The IDF-Hamas exchanges of blows should not be looked at as clashes of titans. They are neither World Wars nor even close to what Israel and its foes have undergone in 1967, 1973 or 1982. The terrain is well known in advance and so are the framework and limits to what can realistically take place. The challenge is to find original and creative solutions to textbook problems, and while Hamas had in this regard earlier surprised Israel through various means (tunnels, abductions, rockets) it seems to have been outsmarted by the current crop of Israeli military minds. This could change once again, of course – perhaps Deif has been too deified in Hamas circles for the organisation’s own good, in need of some fresh thinking.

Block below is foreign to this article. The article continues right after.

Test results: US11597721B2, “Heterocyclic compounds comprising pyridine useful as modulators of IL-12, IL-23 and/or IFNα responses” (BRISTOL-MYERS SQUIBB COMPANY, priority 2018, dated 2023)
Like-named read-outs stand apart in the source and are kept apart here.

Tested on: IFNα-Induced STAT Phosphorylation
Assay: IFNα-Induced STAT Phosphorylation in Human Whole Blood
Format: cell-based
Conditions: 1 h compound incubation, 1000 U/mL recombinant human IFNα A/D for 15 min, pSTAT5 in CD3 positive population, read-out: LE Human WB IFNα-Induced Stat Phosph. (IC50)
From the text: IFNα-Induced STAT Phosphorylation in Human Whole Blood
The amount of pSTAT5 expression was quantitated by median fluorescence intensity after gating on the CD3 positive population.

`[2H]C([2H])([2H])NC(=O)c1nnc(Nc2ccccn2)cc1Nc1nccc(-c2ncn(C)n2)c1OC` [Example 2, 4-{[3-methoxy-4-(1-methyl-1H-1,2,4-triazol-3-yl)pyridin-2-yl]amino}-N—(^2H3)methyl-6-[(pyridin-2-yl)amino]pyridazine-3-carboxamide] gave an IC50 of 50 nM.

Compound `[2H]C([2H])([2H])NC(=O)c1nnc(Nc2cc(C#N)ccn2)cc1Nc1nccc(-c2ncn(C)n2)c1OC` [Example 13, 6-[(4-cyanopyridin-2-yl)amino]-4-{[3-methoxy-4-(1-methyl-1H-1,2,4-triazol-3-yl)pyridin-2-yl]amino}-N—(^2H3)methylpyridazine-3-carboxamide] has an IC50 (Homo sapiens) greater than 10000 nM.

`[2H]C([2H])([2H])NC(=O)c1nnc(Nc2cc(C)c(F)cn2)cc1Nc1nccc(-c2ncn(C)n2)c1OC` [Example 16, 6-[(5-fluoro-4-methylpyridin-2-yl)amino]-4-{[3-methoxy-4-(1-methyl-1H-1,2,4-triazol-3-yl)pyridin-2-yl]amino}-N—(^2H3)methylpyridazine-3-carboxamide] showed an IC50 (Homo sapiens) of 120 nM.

The Hamas-held Gaza Strip, a 40 kilometer long on an average 9 km. wide piece of real estate bordering Egypt, the Mediterranean and Israel, densely hosts almost 2.1 million Palestinians, of which some two percent are under arms. In American terms, this is the population of Houston, in an area comparable to Philadelphia and with an order of battle similar to the New York Police Departmen’s.

Israel has withdrawn its forces and settlements from the Strip in 2005, calculating that staying there is more costly than leaving. Over the next two years Hamas reframed the equation by two consecutive victories over its intra-Palestinian rival, Fatah, first electorally and then militarily, taking over Gaza while Fatah, in collaboration with Israel, remained in charge of the West Bank.